Coal from the collieries that were developed in the area was the chief motivation for building a railway line and the railway’s supporters included local colliery owners and industrialists. They included the Earl of Ellesmere owner of the Bridgewater Collieries, the Fletchers of Fletcher, Burrows and Company and millowner Caleb Wright.[1] Collieries linked to the railway included Astley and Tyldesley Collieries’The Astley and Tyldesley Collieries Company was formed in 1900. It became part of Manchester Collieries in 1929, and some of its collieries were nationalised in 1947. St George’s St George's Colliery, known locally as Back o't' Church, was a coal mine on the Manchester Coalfield that was sunk in 1866 in Tyldesley, Lancashire, England. , Nook Nook Colliery or Nook Pit was a coal mine on the Manchester Coalfield after 1866 in Tyldesley, Lancashire, England. and Gin Pit Collieries Gin Pit was a colliery that operated on the Lancashire Coalfield from the 1840s in Tyldesley Lancashire, England. which were connected at Jackson’s sidings, Bedford Colliery in Leigh was connected at Speakman’s sidings between Leigh and Tyldesley. The Shakerley, Yew TreeYew Tree Colliery was a coal mine operating on the Manchester Coalfield after 1845 in Tyldesley, which was then in the historic county of Lancashire, England. and Cleworth Hall Collieries Cleworth Hall Colliery on the Lancashire Coalfield operated between 1880 and 1963 in Tyldesley, Lancashire, England. belonging to the Tyldesley Coal CompanyTyldesley Coal Company was formed in 1870 in Tyldesley,[1] on the Manchester Coalfield in the historic county of Lancashire, England. had a connection at Green’s Sidings to the east of Tyldesley station and Ramsden’s Shakerley Collieries Ramsden’s Shakerley Collieries was a coal mining company operating from the mid-19th century in Shakerley, Tyldesley in Lancashire, England. had its own sidings.[6] Mosley Common Colliery was connected at Ellenbrook and collieries on the Bridgewater Collieries system including Sandhole Colliery joined the line between Roe Green and Worsley at Sanderson’s Sidings.[7]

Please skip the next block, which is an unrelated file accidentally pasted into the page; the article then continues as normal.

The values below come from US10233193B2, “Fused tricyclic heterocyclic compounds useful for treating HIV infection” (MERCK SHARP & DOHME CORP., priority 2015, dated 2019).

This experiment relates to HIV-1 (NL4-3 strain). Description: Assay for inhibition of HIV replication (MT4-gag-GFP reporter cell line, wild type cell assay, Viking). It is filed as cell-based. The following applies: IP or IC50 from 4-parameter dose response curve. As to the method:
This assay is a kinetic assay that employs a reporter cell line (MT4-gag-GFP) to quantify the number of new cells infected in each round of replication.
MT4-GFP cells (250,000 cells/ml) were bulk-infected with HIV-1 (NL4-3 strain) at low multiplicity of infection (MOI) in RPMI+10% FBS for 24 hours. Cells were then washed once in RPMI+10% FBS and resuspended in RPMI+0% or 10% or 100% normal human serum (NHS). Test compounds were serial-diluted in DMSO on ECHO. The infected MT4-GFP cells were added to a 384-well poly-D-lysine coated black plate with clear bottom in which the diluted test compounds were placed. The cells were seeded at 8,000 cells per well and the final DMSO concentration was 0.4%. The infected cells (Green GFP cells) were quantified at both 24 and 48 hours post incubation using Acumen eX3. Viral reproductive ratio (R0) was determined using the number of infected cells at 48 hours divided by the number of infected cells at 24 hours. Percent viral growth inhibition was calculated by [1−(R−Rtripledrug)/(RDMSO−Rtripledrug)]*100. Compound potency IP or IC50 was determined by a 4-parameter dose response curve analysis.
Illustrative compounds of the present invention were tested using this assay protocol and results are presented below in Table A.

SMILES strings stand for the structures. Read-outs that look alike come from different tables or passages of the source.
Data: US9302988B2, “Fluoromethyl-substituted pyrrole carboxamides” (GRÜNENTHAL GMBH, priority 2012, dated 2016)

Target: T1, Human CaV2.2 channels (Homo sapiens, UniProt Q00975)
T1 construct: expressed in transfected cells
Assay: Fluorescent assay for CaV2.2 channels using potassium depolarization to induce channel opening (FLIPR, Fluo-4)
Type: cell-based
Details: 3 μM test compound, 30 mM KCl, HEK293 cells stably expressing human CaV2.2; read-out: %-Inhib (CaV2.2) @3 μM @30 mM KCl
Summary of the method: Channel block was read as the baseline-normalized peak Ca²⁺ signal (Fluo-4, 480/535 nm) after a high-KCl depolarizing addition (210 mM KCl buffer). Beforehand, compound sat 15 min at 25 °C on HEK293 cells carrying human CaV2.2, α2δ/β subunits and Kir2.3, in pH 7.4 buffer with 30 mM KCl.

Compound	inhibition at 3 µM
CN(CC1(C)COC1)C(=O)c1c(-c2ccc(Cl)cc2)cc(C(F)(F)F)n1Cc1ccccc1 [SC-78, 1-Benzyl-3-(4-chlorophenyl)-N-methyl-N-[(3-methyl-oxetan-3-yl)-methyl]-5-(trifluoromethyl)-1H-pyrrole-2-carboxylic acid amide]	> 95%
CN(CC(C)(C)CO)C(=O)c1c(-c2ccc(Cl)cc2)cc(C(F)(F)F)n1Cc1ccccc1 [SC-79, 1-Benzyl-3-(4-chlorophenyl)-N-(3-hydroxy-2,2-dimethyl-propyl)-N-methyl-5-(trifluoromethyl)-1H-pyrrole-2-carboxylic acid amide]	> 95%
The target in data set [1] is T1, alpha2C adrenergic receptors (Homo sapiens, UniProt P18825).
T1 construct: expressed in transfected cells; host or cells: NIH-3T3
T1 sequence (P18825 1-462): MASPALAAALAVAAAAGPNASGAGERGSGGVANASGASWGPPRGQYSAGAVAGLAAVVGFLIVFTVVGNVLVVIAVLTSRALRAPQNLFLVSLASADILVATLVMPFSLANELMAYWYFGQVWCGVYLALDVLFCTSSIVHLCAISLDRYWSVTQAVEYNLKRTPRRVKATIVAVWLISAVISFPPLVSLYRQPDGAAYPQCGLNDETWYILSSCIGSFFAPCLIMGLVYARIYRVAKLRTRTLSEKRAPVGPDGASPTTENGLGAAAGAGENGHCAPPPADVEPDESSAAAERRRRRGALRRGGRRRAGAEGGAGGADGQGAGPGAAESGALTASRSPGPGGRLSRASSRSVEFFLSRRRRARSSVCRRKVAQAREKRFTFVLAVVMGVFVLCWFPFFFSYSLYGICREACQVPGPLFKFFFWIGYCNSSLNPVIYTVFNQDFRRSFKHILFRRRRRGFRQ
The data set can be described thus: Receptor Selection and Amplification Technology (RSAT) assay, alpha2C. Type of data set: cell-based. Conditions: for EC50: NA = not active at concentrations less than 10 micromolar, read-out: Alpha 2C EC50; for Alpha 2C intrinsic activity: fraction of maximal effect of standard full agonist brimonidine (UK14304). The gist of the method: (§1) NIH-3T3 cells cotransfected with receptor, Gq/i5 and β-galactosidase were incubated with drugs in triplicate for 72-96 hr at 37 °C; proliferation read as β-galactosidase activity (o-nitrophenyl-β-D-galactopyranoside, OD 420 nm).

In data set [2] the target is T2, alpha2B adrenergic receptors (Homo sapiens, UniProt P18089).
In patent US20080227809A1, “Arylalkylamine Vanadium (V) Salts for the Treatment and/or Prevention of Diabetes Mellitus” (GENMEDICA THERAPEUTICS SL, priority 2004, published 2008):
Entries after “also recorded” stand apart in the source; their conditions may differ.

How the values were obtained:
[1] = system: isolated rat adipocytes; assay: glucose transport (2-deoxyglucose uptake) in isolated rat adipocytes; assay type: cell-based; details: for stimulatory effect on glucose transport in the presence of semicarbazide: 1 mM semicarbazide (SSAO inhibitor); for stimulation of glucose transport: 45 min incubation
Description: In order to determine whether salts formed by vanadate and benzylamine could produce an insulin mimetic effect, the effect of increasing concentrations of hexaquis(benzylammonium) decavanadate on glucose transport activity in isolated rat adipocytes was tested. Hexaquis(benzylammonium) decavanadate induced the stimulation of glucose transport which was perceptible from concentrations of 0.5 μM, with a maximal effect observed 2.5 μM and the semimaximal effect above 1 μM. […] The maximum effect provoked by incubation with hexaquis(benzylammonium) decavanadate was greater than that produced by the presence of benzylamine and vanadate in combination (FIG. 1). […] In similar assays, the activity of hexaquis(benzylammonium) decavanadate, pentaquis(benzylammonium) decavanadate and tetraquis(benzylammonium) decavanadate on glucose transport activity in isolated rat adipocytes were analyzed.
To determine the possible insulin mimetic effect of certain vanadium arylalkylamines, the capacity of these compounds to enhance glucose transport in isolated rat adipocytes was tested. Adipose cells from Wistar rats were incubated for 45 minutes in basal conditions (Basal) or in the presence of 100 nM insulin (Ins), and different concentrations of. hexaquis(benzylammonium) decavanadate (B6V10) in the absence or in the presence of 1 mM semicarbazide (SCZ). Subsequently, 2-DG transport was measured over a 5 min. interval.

Closure and guided busway


The Tyldesley Loopline closed as a result of the Beeching cuts on 5 May 1969 when Leigh, Tyldesley, Monton Green and Worsley stations closed. The former trackbed through the Metropolitan Borough of Wigan was reserved in the Unitary Development Plan in case the rail route could be reinstated. A guided bus route along the former trackbed from Leigh to Ellenbrook was proposed[8] but was not universally popular.[9] The Leigh-Ellenbrook guided busway The Leigh-Ellenbrook guided busway is part of the Leigh-Salford-Manchester bus rapid transit scheme in Greater Manchester, England. It provides transport connections between Leigh, Tyldesley and Ellenbrook and onwards to Manchester city centre on local roads. opened in April 2016. The 4.5-mile guided busway section from Leigh via Tyldesley to Ellenbrook operates on the route of the old rail alignment. Of Transport for Greater Manchester’s £122 million overall spending on the bus route to Manchester Central Hospitals via the city centre, £68 million was spent on the guided busway track and associated infrastructure.[10]

Citations



Bibliography


Chris Peat. (2016, April 5). Busway begins. Bus & Coach Buyer. Retrieved from http://www.busandcoachbuyer.com/busway-begins/
Gomm, B. (2009, August 19). Busway “off the rails.” Leigh Journal. Retrieved from http://www.leighjournal.co.uk/news/4553415.Busway__off_the_rails_/
Hudson, P. (n.d.). Worsley Station. Retrieved from http://www.subbrit.org.uk/sb-sites/stations/w/worsley/index.shtml
Hudson, P. (n.d.). Monton Green Station. Retrieved from http://www.subbrit.org.uk/sb-sites/stations/m/monton_green/index.shtml
Sweeney, D. J. (1996). A Lancashire Triangle Part One. Triangle Publishing.
The Leigh to Ellenbrook Guided Busway. (n.d.). Contributor. Retrieved from https://transportknowledgehub.org.uk/case-studies/leigh-ellenbrook-guided-busway/